Friday, 19 May 2017

We'll be tasting the culinary delights of Serbia this month

This month's Kitchen Trotter box has arrived and it will be introducing us to the cuisine of Serbia, a country I know very little about, in terms of cookery. I don't know what I expect really - lots of foraged foods like wild mushrooms and berries, woodland meats like venison and wild boar maybe? Probably totally wrong so let's go and see what's in the box !

The enclosed guide box explains that Serbian cuisine is similar to that of Austria and Hungary, but the Ottomans passed through and added a touch of Eastern exoticism, and there are also Mediterranean influences, bringing in flavours of Greece, Turkey or Bulgaria.

The first item that I pulled out of the box was a huge wafer biscuit, which will presumably be cut up to make dessert.

Munchmallows look very similar to Wagon Wheel/teacake type biscuits and are apparently very popular in Serbia - there will be no complaints from the kids, although they don't seem overly exotic to me, apart from the Serbian writing on the pack ! The jar on the left is Ajvar, a classic Serbian ingredient, made with roasted peppers; in the middle is Slatko, a cherry jam (which can be made with other fruits) which looks very runny; and on the right is a tin of paprika.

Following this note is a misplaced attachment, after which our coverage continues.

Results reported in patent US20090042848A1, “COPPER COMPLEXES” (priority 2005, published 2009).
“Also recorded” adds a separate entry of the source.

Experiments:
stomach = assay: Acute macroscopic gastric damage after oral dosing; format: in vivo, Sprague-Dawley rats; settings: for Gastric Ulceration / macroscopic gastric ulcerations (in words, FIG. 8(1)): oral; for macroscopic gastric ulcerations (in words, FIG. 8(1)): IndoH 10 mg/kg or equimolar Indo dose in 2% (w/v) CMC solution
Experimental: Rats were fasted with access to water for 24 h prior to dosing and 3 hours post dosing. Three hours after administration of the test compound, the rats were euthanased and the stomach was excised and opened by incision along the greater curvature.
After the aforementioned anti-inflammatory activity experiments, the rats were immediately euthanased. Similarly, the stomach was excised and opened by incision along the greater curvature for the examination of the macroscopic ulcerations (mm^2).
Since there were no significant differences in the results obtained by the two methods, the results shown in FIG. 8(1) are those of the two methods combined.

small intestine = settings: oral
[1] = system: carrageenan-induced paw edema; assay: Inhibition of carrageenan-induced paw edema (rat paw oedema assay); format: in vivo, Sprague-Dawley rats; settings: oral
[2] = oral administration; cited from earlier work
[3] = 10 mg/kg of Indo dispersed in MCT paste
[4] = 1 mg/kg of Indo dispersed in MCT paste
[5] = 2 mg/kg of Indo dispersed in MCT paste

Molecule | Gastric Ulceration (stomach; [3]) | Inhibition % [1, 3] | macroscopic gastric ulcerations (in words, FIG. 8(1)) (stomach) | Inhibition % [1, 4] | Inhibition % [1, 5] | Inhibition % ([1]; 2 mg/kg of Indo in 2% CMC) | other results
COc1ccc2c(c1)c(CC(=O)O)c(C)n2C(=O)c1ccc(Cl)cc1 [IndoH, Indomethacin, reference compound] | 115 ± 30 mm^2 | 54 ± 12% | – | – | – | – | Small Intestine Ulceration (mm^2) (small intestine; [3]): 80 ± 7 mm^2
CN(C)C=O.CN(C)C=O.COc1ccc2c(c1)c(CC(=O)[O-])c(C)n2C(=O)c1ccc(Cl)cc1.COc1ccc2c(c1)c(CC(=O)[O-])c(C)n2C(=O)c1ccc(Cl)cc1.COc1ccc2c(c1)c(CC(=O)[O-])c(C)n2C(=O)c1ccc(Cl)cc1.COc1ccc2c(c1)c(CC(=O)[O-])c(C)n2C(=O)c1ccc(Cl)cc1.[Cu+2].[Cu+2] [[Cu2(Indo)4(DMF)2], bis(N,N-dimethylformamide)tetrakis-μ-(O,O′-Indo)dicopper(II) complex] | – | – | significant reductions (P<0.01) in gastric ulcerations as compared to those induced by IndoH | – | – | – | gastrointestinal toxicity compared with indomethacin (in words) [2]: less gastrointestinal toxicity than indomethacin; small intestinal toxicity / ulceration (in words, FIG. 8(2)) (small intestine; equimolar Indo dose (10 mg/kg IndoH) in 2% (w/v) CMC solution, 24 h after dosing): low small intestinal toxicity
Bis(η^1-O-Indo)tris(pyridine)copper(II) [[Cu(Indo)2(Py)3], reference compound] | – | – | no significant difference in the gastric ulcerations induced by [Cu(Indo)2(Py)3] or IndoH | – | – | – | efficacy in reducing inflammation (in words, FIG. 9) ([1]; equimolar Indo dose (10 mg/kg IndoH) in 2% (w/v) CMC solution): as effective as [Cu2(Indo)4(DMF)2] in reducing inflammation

There is also a pouch of walnuts and dried cranberries, some mandarin and verbena herbal tea and a sachet of vegetable spice powder which is used as widely as salt in Serbian cooking.

On to the recipes ...

The starter is Ajvar Baskets, pastry tartlets filled with roast pepper spread and topped with sesame seeds.

The main meal is Swiss chard rolls, stuffed with rice, mushrooms, walnuts and, optionally, minced beef.

The first dessert is baked apples stuffed with slatko.

And finally, another sweet treat, Oblande, using the wafer biscuit.

I'll be back to update when I've tried out the recipes.

1 comment:

  1. Looking forward to seeing what you make with these ingredients.


Related Posts Plugin for WordPress, Blogger...